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Kevin Magnussen – Both Renaults were in the top ten in final practice but couldn’t find the same grip in qualifying. Magnussen fared worst, dropping out in Q1. He gambled on starting the race on hard tyres, pitted once, and finished the race with an even longer, 27-lap stint on mediums. It lifted him ahead of Ericsson, Alonso and Sainz but meant his race was an unexciting exercise in tyre preservation.
Jolyon Palmer – Had only done one lap of Suzuka before Friday so he could have done without missing much of first practice with an electrical problem. Nonetheless he made it into Q2 and reckoned he could have started as high as 12th had he not caught yellow flags on his last lap. Like Magnussen he was closer to Renault’s practice pace in the race, rising to finish 12th, despite a minor off while being lapped by Verstappen and Hamilton.
Daniil Kvyat – A gearbox problem at the end of first practice which cost him some time in the second session. He was also vexed by an ‘octopus’: strands of discarded tyre rubber which caught on an antenna. On a tough weekend for Toro Rosso he narrowly out-qualified Sainz and finished ahead too, albeit only 13th.
Carlos Sainz Jnr – Enjoyed a trouble-free Friday but the rest of his weekend was a frustration, particularly in the race. Toro Rosso’s lack of straight-line speed continues to dog them and Sainz was plainly over-driving the car at times in his battle with the Williams drivers. The result was an unhappy 17th place.
Marcus Ericsson – Disadvantaged by yellow flags in second practice which spoiled his qualifying simulation, but beat Nasr in qualifying. His own description of his race as “decent” seems fair: he was more consistent than his team mate and finished comfortably ahead.
Felipe Nasr – A substantial lock-up near the end of his first stint forced him into the pits earlier than planned and meant he finished off the back of the lower-midfield pack his team mate was in.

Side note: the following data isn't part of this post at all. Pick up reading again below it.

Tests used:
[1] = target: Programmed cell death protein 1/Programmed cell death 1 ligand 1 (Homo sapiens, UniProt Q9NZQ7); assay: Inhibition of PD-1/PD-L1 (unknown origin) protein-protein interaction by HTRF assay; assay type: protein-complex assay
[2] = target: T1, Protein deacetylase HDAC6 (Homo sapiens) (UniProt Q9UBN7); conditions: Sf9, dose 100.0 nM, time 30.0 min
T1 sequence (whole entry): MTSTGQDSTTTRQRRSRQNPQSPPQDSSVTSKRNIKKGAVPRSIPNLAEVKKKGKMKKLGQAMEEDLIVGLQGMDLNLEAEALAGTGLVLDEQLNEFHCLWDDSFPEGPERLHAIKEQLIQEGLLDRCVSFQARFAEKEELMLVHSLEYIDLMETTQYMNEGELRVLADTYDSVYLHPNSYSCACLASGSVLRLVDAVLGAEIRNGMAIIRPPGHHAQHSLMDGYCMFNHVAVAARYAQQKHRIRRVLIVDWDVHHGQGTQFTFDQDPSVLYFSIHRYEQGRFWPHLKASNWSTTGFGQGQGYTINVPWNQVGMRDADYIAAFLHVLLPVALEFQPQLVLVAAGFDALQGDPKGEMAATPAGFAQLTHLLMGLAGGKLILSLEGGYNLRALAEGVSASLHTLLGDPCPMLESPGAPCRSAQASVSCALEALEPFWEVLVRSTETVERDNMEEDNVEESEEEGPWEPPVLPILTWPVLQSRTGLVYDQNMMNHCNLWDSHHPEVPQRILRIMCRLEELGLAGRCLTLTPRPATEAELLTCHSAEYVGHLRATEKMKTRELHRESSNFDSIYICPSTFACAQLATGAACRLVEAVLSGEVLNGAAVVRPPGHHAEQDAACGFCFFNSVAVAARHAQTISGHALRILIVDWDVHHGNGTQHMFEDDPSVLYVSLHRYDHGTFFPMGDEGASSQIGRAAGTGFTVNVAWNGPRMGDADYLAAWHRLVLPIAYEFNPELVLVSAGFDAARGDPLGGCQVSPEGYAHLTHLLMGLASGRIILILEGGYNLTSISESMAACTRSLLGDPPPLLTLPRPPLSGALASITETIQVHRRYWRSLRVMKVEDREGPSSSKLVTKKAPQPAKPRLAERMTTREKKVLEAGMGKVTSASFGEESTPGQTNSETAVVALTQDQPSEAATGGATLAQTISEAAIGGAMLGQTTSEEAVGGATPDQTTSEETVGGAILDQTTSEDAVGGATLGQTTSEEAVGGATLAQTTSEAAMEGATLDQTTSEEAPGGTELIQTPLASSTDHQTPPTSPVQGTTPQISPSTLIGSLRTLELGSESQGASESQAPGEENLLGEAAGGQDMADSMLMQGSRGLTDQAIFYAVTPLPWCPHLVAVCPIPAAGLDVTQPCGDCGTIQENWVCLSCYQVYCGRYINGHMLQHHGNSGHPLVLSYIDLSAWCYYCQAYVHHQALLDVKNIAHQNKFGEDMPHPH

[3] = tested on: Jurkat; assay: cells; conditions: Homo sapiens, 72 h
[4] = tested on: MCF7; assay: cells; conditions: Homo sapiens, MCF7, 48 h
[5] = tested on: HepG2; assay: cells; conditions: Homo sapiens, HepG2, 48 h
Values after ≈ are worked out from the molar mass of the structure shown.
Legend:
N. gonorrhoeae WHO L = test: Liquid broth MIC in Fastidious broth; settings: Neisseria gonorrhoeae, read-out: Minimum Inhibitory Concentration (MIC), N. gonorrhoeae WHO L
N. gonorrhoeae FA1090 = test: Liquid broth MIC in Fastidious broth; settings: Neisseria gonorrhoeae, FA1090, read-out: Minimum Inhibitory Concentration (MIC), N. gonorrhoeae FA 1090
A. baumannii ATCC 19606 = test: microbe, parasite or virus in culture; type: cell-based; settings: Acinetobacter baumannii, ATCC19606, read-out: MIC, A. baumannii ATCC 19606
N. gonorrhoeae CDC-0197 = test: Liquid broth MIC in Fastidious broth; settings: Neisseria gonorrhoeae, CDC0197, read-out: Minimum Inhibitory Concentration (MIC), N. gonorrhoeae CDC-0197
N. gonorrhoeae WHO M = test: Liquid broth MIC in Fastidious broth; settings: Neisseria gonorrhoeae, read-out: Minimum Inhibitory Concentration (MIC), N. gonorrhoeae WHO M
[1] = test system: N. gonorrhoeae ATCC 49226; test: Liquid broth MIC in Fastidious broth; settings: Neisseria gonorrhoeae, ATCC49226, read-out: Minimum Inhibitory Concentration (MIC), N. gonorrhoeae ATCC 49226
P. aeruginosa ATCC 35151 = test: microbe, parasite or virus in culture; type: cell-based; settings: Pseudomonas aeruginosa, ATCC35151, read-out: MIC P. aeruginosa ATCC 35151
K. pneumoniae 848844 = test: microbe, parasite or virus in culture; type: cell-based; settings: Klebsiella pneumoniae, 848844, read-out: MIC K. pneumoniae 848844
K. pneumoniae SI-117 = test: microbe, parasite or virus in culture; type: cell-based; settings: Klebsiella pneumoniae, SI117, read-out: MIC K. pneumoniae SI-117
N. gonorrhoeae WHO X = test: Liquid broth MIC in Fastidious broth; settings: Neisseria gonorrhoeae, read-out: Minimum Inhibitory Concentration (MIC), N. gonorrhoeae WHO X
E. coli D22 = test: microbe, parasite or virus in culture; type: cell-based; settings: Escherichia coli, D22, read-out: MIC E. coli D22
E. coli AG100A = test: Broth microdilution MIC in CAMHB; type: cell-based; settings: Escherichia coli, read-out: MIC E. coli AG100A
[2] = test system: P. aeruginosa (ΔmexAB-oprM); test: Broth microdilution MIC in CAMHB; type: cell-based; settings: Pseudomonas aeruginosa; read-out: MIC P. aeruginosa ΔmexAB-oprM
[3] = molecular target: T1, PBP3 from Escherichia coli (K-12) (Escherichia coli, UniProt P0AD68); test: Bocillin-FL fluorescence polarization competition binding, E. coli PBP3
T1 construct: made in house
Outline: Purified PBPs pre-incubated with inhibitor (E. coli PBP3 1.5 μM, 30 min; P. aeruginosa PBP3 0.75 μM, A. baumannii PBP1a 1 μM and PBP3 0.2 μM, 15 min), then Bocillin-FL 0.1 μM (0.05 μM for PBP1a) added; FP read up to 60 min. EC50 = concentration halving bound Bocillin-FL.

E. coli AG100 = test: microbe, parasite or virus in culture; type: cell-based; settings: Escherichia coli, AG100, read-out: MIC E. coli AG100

Fernando Alonso – Spun off at Spoon on Friday doing some damage to the car. He was McLaren’s only representative in Q2 and found the race highly frustrating: early on he spent several laps edging closer to Massa in the hope of making a pass, only to be thwarted by yellow flags at the chicane. Two-stopping meant he spent more time in traffic and despite quick stops on both visits he finished one place lower than he had started.
Jenson Button – Friday set off alarm bells about the car’s performance, though the team had suspected they would be particularly weak at Honda’s home circuit. The team hadn’t planned to fit Button’s new power unit this weekend, but he wanted them to do it on Friday evening. After he went out in Q1 the new unit was put in for the race, meaning he started last. He couldn’t make any progress with the hard tyres on his car initially, but two stints on softs got him up to 18th, setting the ninth-fastest lap on the way.
Pascal Wehrlein – Experienced Suzuka for the first time on Friday and said he felt happier with his car’s balance. However gearbox problems compromised his qualifying preparation and Ocon was quicker than him again. His race pace was generally good but he lost more time with blue flags and in the pits and finished almost 20 seconds behind his team mate.
Esteban Ocon – Also had his first experience of Suzuka but enjoyed a smoother weekend. Nonetheless the Manor didn’t appear to have the pace to challenge the other cars, consigning him to 21st.
Romain Grosjean – His braking problems continued on Friday, causing a minor off at Degner which damaged his front wing. However he was in great form in qualifying and had it not been for a DRS problem he might have started fifth. The Haas did not like the combination of worn soft tyres and a green track surface, but once he got the hard tyres on he was in great shape. Grosjean reckoned an earlier final stop could have earned him some points, and it looks like he was right.
Esteban Gutierrez – Stopped in the middle of the second practice session due to a turbocharger fault. In qualifying he accompanied Grosjean into Q3 but he spoiled his race with a spin while trying to pass Sainz. He finished with just the Manors behind him.